One other thing...in my state[AR], you can go to the unemployment office and sign up for a govt program that will provide you with food, housing, and schooling[if accepted] to be a truck driver. Other states may have the same incentives.
     
  6. Lone Wolf8634

    Lone Wolf8634 :):

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    18 years here. Last time I looked (and admittedly, it's been a while) trucking schools cost upwards of $6K. Several companies have their own schools, but like VC-Racing said, you're an indentured servant till you stay for the contracted time. Swift, C.R. England, Werner and J.B.Hunt all had schools last I knew.

    No company will hire you without a CDL school nowadays so if ya wanna make this your life, you'll have to choose which way to go, company schools or student loans and commercial schools.

    A word of warning: OTR trucking is a job, with lousy hours, lousy pay and lousy working conditions. It ain't Smokey and the Bandit out there, there aren't pretty women looking for you to "take them away from all this". You eat rotten food, gain weight, spend all your time away from home, live under pressure every day and after a few decades of this your left old, overweight with high cholesterol, a bad heart, a beaten body and no skills to go do something else.

    Now, having said that, if you're comfortable being alone for long periods of time, got an itch to travel and can supervise yourself, well, trucking's a blast for a while.

    I trained drivers just coming out of school for 8 years, taught 'em how to flatbed. Maybe 1 in 10 actually stayed with it and made a career out of it. You'll either love it, or you'll hate it, but you won't know which till ya do it.
     
  7. I'm gone

    I'm gone at the track

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    Reading the post above, even though right on the spot, made me think that was what all the old drivers were saying when I started driving back in 1984. When I started I was excieted to see what the rest of the world looked like, couldn't wait to get out of town, loved and hated parts of it, but now that I'm older I would not want to go back to being told what to do and how to do everything from some guy at a desk. I run my own company and get to do things the way I think they should be done and make as much in a month as some make in a year! That was my goal so time put in before had a purpose as a learning time. Depends on what you expect to get from the job, seeing the country, your bored with you current job, your town blows and it's time to go, or you have the desire to start your own transport company. I can tell you I've meet several drivers(I even had a job like this once) who barely make a living,not all companies give you all the miles you can handle so ask other drivers that work for the place you are thinking of working at what they think, before you sign up. Some driving jobs are great and pay good and like everything others are not, just try and do your research first.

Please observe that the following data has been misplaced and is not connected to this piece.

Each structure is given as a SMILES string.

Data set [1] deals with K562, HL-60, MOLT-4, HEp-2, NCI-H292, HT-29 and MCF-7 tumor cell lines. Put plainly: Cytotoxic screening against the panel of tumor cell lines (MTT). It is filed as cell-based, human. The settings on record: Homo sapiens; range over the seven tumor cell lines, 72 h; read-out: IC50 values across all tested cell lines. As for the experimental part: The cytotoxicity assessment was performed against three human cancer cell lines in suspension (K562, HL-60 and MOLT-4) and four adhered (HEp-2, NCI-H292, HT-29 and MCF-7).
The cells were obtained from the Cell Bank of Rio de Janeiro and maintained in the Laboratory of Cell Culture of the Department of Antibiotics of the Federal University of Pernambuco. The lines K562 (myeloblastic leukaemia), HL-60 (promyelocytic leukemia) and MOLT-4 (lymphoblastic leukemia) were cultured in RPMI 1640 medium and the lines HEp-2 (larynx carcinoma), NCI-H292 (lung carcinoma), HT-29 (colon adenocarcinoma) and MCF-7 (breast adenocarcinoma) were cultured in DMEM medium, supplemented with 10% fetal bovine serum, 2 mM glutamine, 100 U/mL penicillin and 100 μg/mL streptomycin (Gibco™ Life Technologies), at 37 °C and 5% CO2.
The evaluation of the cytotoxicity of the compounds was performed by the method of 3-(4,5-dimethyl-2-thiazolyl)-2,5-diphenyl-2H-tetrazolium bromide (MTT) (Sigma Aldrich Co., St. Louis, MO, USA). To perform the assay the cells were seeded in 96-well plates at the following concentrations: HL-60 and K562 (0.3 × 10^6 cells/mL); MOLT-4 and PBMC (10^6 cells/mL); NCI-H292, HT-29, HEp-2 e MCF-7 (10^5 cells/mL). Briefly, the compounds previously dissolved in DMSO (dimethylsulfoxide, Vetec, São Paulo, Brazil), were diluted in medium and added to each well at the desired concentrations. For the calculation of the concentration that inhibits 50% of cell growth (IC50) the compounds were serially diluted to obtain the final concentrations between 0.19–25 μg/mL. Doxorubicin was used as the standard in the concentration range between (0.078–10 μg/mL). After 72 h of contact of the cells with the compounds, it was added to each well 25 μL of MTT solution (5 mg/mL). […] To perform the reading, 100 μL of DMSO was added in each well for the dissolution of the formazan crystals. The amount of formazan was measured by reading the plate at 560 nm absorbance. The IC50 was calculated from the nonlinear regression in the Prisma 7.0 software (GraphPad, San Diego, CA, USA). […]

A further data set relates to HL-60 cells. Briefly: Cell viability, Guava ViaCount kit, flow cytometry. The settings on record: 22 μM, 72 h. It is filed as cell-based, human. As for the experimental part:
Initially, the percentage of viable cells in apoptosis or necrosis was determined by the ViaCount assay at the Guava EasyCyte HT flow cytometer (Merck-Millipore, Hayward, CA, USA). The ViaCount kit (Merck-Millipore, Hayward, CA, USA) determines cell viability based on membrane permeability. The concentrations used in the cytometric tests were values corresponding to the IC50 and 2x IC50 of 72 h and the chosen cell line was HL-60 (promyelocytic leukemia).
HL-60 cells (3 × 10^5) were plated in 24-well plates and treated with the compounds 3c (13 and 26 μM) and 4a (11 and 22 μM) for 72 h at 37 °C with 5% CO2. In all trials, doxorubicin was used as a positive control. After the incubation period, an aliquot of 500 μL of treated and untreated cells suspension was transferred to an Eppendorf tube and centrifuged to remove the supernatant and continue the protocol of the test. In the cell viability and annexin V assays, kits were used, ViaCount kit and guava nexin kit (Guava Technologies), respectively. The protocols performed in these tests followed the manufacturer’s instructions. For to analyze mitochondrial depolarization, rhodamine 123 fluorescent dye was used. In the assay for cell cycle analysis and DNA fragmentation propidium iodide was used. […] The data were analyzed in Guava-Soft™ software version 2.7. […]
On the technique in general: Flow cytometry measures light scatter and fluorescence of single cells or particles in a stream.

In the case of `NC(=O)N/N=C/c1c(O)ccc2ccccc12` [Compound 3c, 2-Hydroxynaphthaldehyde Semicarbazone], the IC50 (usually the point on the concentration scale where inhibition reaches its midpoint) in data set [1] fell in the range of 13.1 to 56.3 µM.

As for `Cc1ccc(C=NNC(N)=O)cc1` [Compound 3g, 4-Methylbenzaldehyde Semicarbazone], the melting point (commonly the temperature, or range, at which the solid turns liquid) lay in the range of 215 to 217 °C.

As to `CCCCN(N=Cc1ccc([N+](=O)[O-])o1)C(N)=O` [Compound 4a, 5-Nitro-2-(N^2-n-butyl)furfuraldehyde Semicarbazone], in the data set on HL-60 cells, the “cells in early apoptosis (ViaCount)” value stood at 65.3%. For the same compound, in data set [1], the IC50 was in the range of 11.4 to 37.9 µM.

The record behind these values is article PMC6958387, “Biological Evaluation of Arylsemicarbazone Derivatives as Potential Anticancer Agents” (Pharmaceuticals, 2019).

8. NH Trucker

    NH Trucker Needs coffee...

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    I wouldn't go over the road. You'll have to kiss a lot of ass with the dispatchers to get enough loads to make a decent living, and you're competing with a lot of other drivers out there for the same loads. If you don't kiss the dispatchers asses, they'll have you sitting in one place for a week or two. Then there are the times you'll be running in the desert or the south in the summer, and your AC won't be working, and you'll be sweating it out trying to get a few hours of sleep when you're parked. If your cab AC isn't working, you can't let the truck idle to run the regular AC, because the trucks these days are all hooked up to computers and the bosses can see when you've been idling for more than a few minutes, and they do get pissy about that.